Can’t wait to see what the brew of you brings. Prayers!
Everyone’s journey is different, but I can say from two-weeks-out of 33 that it gets so, so much better. 🙂 You settle, and it gets fun instead of worrisome. (And hey, there’s always Matthew 6:34, which is quite good advice we’d all do well to pay serious attention to.)
As a fervent drinker of coffee, I approve of your “brewing something in a pot” metaphor, Tom. 🙂 Thanks for chiming in as I blunder through my own quarter-life struggles!
“My work doesn’t merely wound my pride. It cuts my pride into tiny pieces, pours gasoline over those pieces, and then sets them on fire.”
Good. That’s where your pride belongs. I’m thrilled for you. It took me until 30 to get my pride torn up like that, and that is a happy happy day.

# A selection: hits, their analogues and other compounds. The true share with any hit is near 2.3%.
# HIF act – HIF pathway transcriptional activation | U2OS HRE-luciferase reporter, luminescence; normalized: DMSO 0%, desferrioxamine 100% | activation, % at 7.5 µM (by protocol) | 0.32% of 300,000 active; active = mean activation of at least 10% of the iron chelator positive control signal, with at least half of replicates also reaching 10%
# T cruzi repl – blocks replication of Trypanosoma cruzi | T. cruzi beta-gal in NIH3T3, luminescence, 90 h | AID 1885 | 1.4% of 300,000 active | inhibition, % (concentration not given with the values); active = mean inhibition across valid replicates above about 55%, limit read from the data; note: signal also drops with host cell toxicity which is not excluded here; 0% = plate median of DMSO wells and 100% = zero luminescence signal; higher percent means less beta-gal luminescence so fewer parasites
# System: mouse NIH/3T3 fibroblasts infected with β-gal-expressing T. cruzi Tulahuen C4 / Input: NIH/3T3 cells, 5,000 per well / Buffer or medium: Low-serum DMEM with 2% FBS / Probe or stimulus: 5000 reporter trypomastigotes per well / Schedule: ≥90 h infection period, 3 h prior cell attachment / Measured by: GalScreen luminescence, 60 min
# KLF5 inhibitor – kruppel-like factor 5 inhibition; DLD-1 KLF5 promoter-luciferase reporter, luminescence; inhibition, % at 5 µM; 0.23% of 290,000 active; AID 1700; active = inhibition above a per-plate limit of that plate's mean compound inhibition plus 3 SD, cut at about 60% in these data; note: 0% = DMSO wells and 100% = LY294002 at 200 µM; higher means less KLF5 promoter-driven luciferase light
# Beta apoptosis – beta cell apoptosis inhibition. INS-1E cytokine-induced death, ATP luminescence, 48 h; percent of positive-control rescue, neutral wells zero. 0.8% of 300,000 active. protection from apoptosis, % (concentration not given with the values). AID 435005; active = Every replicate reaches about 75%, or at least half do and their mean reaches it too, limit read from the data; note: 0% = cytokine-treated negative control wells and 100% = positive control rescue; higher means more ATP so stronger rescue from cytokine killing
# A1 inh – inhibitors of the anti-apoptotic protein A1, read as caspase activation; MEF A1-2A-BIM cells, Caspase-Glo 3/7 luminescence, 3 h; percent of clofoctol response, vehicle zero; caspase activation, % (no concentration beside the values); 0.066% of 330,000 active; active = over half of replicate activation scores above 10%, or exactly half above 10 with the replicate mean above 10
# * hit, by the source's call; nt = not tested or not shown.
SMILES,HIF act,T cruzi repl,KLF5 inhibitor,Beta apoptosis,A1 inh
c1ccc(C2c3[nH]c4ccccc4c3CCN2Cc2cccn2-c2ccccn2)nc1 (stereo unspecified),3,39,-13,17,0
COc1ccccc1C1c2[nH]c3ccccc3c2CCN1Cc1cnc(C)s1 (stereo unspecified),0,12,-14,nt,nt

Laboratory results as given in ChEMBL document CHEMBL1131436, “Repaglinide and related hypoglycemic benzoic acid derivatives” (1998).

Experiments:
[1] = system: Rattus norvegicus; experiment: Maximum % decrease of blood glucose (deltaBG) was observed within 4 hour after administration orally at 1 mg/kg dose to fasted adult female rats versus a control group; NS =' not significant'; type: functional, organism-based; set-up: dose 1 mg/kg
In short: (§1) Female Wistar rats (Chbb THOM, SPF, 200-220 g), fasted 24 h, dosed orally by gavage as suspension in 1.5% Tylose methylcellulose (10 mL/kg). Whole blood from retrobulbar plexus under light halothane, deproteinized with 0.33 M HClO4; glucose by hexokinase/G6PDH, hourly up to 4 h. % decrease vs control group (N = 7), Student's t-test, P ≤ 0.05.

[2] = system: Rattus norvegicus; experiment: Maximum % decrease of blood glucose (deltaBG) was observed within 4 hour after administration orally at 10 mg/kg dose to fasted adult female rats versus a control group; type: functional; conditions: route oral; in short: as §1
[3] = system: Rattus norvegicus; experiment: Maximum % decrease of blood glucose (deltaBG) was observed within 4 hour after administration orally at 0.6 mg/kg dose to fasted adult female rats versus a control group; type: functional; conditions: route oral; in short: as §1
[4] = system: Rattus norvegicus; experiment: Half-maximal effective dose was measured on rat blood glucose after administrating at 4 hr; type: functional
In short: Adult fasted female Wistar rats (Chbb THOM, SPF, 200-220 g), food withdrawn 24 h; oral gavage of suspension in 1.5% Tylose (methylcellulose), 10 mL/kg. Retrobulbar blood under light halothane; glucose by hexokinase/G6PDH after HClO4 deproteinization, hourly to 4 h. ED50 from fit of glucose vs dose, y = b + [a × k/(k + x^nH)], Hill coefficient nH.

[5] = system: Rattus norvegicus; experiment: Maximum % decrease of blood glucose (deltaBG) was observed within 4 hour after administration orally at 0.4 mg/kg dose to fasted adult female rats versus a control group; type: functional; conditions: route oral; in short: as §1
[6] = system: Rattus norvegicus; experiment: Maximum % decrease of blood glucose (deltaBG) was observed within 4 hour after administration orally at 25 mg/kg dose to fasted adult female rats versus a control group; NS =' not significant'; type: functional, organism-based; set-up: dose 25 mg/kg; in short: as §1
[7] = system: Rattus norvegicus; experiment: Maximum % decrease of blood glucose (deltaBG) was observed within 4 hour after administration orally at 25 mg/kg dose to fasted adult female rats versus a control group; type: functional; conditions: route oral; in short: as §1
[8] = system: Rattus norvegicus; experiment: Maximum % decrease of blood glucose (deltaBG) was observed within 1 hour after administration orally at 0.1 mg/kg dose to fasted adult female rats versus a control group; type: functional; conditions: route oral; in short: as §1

Feels like crap, having your pride demolished, but the sooner you can leave your pride at the doorstep the sooner you can give it all over to God and start living a life you never even dreamed of. One so amazing that you will wonder why the biscuit you ever held so tightly to your own stupid pride when you could have been shining a light straight back to the One who deserves it. It’s fantastic, wait until you see. When that is, of course, will be mostly up to you, deciding on how hard you want to fight letting go. How much you desire to compare yourself to your classmates instead of looking at the glory of Adam Stuck through God’s eyes, who doesn’t compare you to them. He sees you, and He loves you. No comparison needed.
Here’s a nugget I discovered the other day: If you spend 10 minutes each day doing something, in one year you will have logged more than 60 hours doing that thing. You want to keep writing? Cut out an extra 10 minutes a day and get ‘er done. No excuses. No “I’m too busy” because it’s ten freaking minutes, and waking up 10 minutes earlier every day won’t kill you, I promise. Start today. Start now.